It's not surprising when you hear GOP candidates like John McCain, Mike Huckabee or Mitt Romney invoking the spectre of former President Ronald Reagan on the campaign trail. After all, Reagan has long held celebrity status among Republicans, who seem to think he was just shy of the second coming. But when Senator Barack Obama decides Reagan is worthy of admiration, it's time to start thinking about whittling down the Democratic '08 field by one more candidate.
In an interview with the editorial board of the Reno Gazette, Obama said the Gipper "changed the trajectory of America," and "put us on a fundamentally different path." But most shocking was the Illinois Senator's belief that Reagan helped curb "the excesses of the 1960s and 1970s."
Well yes, I suppose he did. But was it for the better? Was it really something to admire Reagan for? And should LGBT voters who support Obama be concerned about the Senator's salute to a president who so irrevocably harmed our community?
Consider, after all, what Reagan considered the "excesses" that needed to be brought under control: the advance of women's rights, the coming age of sexual liberation, the influence of unions and the idea that government could help those who needed it most: the poor, disadvantaged and disenfranchised. In return, Reagan gave us the excess of a bloated budget, rising deficits and the military-industrial complex. And let's not forget his refusal to address the AIDS epidemic or his sheer terror at uttering the word "gay."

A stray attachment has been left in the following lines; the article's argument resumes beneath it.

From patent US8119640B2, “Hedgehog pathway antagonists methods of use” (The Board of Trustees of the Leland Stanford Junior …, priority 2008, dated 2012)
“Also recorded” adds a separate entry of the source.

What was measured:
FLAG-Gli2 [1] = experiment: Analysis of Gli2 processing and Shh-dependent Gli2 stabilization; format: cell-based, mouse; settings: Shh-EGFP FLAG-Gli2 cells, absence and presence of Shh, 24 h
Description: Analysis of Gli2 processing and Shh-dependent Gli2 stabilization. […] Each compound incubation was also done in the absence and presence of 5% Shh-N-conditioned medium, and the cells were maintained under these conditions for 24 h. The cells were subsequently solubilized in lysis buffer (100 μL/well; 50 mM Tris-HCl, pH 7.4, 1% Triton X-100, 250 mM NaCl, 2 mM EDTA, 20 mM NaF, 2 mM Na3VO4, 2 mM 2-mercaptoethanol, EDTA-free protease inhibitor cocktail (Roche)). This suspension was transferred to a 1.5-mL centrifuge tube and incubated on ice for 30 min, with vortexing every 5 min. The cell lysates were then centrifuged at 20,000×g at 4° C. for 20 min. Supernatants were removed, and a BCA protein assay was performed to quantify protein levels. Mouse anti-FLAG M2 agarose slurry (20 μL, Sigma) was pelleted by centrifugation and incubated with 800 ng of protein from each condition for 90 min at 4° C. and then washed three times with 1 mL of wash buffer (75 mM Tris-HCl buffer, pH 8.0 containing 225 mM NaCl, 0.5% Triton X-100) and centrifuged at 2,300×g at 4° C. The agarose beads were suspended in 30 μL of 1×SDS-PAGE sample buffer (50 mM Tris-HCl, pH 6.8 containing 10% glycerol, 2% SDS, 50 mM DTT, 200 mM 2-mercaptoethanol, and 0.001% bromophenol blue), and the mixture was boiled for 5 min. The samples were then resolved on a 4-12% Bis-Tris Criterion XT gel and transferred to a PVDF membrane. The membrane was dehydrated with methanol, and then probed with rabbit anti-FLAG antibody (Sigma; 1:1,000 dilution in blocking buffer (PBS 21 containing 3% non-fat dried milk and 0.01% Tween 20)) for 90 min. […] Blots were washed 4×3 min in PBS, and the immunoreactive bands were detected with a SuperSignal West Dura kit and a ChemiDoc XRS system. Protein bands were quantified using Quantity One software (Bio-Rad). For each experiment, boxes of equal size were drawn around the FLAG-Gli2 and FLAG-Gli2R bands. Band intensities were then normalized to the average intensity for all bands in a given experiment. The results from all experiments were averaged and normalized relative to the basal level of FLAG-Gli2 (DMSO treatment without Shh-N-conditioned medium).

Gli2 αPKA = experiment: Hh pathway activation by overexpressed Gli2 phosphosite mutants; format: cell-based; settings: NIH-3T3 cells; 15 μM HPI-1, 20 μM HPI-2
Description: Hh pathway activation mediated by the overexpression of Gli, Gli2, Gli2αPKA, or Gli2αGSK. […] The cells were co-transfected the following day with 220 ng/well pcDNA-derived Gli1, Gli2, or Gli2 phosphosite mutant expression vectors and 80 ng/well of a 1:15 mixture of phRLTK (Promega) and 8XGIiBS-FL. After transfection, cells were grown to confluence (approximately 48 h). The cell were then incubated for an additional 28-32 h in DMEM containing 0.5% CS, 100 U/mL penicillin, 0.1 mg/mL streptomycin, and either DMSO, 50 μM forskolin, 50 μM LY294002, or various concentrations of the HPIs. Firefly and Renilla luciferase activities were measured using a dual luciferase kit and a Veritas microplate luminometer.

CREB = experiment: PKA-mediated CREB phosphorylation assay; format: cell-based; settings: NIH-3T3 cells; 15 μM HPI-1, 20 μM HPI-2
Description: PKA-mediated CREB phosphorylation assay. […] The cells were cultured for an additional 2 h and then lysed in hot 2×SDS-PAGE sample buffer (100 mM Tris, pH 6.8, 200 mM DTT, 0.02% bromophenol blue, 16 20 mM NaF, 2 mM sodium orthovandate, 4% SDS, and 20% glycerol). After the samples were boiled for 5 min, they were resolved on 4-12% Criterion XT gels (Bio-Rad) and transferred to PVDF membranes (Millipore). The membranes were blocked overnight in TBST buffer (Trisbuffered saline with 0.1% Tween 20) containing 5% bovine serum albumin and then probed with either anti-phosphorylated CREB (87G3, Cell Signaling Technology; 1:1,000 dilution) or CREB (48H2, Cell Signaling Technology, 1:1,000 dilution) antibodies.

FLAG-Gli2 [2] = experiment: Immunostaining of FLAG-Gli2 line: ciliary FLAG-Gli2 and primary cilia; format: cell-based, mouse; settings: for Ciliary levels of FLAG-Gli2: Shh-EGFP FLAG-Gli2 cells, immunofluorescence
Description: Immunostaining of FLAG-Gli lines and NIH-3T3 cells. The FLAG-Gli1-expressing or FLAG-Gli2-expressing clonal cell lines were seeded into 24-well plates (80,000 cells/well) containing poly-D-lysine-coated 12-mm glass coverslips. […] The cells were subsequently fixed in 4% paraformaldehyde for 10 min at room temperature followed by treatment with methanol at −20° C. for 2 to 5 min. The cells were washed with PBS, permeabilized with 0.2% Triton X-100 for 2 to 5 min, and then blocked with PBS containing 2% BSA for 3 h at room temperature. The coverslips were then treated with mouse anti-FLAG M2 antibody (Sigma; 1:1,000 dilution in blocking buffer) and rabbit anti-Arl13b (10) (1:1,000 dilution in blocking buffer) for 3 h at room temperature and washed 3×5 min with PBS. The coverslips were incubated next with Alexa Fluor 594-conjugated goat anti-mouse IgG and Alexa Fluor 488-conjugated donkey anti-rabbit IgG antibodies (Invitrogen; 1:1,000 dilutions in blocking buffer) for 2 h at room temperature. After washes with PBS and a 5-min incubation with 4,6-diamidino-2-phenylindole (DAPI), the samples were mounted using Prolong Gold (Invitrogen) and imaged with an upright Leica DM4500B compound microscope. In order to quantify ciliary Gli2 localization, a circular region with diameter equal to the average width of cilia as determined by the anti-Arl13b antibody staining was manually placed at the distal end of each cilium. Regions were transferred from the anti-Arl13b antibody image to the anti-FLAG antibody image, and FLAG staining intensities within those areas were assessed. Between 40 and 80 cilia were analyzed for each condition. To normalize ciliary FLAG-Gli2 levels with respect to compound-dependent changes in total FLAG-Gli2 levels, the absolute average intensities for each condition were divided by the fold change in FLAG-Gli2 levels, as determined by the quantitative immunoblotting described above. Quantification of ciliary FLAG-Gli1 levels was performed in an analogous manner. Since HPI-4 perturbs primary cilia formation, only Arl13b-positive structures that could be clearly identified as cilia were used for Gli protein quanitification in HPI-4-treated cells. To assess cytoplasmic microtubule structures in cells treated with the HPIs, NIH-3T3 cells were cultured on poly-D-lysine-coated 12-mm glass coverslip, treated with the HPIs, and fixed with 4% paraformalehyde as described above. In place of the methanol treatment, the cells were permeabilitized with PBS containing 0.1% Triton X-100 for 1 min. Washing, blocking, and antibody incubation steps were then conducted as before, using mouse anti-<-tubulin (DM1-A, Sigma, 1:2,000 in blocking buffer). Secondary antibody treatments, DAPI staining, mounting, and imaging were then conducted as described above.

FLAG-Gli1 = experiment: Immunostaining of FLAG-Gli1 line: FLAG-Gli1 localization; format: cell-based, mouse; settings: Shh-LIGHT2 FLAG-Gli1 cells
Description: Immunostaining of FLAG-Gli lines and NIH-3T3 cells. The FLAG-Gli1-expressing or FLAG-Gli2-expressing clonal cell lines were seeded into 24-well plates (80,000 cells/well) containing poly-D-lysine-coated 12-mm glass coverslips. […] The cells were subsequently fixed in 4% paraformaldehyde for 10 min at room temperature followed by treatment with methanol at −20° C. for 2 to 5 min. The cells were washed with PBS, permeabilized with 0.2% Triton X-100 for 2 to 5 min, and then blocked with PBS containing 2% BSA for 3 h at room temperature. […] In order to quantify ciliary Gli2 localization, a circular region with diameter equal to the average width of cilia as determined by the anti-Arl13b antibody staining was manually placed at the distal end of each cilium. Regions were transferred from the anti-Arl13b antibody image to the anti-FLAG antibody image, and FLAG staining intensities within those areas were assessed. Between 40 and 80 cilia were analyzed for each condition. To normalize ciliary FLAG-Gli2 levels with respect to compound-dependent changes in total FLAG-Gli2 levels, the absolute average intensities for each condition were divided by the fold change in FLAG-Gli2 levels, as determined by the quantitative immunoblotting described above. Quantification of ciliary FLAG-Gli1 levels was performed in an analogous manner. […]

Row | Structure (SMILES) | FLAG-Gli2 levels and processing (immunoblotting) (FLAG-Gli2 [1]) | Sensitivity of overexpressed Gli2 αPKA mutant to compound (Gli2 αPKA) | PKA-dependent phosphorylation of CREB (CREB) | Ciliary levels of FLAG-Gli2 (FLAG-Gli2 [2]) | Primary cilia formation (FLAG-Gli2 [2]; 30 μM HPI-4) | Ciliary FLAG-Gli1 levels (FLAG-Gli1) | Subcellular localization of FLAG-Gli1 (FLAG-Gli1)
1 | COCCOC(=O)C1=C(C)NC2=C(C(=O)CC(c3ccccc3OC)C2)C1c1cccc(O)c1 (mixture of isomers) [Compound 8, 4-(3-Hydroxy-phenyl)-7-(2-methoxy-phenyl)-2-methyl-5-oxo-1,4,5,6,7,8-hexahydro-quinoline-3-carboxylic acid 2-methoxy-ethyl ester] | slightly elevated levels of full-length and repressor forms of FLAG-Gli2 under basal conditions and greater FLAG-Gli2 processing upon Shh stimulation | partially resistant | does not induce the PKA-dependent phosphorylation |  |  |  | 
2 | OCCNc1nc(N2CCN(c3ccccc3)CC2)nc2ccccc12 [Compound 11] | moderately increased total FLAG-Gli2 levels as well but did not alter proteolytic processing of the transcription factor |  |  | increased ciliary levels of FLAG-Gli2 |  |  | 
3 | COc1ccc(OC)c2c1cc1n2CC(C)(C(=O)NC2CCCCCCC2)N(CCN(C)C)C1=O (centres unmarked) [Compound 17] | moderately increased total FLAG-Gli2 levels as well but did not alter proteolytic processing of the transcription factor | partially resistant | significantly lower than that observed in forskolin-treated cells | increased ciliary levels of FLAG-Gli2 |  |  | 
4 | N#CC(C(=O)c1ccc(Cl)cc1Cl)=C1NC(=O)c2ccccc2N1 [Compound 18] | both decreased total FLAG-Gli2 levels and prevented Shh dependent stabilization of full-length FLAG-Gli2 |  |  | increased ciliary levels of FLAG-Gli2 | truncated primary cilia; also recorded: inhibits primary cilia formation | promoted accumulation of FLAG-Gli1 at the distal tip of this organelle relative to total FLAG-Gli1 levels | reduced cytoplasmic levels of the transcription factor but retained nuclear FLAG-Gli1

Surely Senator Obama can find a better leader to admire.
The "trajectory" that Reagan set our country on resulted in the most materialistic, wealth-obsessed and greedy decade in American history. It was under Reagan's administration that religion most forcefully entered the political realm and that rights for women, gay Americans and the poor were virtually washed away. Reagan, as Matt Stoler correctly points out, "tapped into greed and fear and tribalism" to push his conservative agenda forward.
Even if you argue (as a co-worker of mine did earlier today), that Obama was simply referring to Reagan's ability to lay out a clear agenda and get the American people behind it, you have to wonder about the Senator's judgement when he chose to credit Ronnie with doing that best . . . as compared, to, say, President Kennedy or Franklin Delano Roosevelt. Or, as the nation pauses on Monday to remember Dr. Martin Luther King, Jr., perhaps he could have saluted Dr. King's ability to inspire - and make the world immeasurably better for - generations of Americans.
So it's no wonder that the other Democratic candidates are criticizing Obama's remarks. John Edwards may have summarized it best when he said, "Ronald Reagan, the man who busted unions, the man who did everything in his power to destroy the organized labor movement, the man who created a tax structure that favored the richest Americans against middle class and working families, ... we know that Ronald Reagan is not an example of change for a presidential candidate running in the Democratic Party."
If this election really is about change, it needs to be a change from the Reagan/Bush politics of government of the powerful, for the powerful and by the powerful.
It's disappointing that Senator Obama chose to memorialize Reagan without giving pause to consider how much damage his presidency did to a great majority of Americans . . . the very same Americans who now want a change from that very political ideology.
That would be a change we could all believe in.